In response to Tsai’s stance on the 1992 Consensus, Beijing is furthermore widely believed to have attempted to influence Taiwanese politics via (social) media [3]. A recent study by the University of Gothenburg in Sweden indicates that Taiwan is among the democracies most exposed to overseas disinformation, including from the PRC [4]. Taiwan’s society has witnessed how disinformation campaigns can cultivate confusion and division, with the inaccurate accusation that president Tsai’s PhD degree was fake being one of the most well-documented examples [5].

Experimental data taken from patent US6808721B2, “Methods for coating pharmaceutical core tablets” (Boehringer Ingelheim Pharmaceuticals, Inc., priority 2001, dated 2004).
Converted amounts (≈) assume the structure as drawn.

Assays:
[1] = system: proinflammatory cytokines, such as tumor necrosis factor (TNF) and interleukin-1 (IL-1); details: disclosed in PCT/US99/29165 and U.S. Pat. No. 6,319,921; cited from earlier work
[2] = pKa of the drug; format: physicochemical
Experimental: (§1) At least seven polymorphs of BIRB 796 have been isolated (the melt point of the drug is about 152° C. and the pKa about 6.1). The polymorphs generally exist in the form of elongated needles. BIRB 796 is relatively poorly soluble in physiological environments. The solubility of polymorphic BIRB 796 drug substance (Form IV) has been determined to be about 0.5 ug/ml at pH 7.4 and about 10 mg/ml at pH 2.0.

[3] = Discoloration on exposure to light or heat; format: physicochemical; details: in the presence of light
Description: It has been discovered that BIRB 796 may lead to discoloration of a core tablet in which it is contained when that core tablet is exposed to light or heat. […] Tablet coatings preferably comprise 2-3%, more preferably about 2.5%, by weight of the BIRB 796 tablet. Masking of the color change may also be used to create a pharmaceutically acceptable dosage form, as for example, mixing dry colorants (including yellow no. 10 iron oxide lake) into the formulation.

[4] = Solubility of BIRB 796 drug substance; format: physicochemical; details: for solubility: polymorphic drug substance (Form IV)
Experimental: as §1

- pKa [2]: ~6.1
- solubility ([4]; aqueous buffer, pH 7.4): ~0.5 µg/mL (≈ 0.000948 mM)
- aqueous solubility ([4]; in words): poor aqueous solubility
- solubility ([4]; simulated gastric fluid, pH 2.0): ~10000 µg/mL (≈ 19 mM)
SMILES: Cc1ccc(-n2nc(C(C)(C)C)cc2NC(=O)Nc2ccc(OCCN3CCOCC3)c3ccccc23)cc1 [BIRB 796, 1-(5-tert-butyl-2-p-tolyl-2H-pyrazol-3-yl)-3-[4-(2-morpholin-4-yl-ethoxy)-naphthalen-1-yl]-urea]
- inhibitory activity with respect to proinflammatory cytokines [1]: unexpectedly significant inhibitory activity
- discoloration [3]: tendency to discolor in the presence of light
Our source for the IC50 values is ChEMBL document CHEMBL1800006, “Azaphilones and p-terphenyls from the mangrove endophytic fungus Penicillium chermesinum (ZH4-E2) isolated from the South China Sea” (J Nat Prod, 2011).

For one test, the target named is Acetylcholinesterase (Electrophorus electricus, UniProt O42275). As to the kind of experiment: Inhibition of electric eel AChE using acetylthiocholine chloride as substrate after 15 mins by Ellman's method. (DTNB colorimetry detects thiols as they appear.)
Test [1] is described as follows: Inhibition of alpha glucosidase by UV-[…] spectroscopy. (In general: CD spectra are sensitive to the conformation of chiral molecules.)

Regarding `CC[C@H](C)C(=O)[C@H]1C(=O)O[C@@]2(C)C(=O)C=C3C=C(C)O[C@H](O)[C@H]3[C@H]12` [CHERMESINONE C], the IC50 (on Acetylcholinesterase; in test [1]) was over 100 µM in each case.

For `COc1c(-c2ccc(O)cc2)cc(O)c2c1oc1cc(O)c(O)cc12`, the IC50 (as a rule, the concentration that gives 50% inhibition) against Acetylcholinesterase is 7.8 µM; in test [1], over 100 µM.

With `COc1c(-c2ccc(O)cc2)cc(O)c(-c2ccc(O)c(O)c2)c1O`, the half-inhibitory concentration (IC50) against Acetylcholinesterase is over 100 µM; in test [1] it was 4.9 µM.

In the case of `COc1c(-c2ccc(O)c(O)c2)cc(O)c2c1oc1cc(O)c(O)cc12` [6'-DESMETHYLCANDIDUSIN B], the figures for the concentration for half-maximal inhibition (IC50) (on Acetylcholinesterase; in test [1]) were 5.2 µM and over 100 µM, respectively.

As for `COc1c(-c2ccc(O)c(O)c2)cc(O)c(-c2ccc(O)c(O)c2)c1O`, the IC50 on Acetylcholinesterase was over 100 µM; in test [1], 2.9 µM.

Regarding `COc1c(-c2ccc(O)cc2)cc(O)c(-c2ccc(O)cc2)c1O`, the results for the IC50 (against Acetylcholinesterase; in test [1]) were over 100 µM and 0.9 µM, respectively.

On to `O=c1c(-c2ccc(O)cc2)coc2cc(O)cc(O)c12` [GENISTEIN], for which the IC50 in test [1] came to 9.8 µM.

What makes the 2020 election stand out is that both the Taiwanese leadership and public have been more aware of such attempts to influence the presidential elections. President Tsai and her government have in fact long tried to prevent (online) disinformation. Minister without portfolio Audrey Tang, who works on digital democracy, initiated several platforms that are not only designed to combat undesired overseas political influences, but also to improve the media literacy of the Taiwanese population [6]. Furthermore, just two weeks before the elections, Tsai’s administration passed an anti-infiltration act, aiming to fence off overseas influence campaigns and to safeguard Taiwan’s democratic system. The act received much criticism from within Taiwan, including from the KMT and other opponents of Tsai who claim that this move could damage Taiwan’s democracy, freedom of speech and the future relationship between the PRC and Taiwan. President Tsai and the legislature insisted that the act was only prohibiting infiltration from overseas in Taiwan’s political process, such as funding politicians and lobbying practices [7]. In its efforts to promote awareness and understanding among the Taiwanese people of disinformation campaigns, Tsai’s government has been helped by Taiwan’s civil society, which, for example, produced a fact checking movement. Since the start of the presidential campaign, fact check reports initiated by private citizens or citizen groups have been ubiquitous, not only targeting news reports but also many statements made by the presidential candidates and other politicians [8].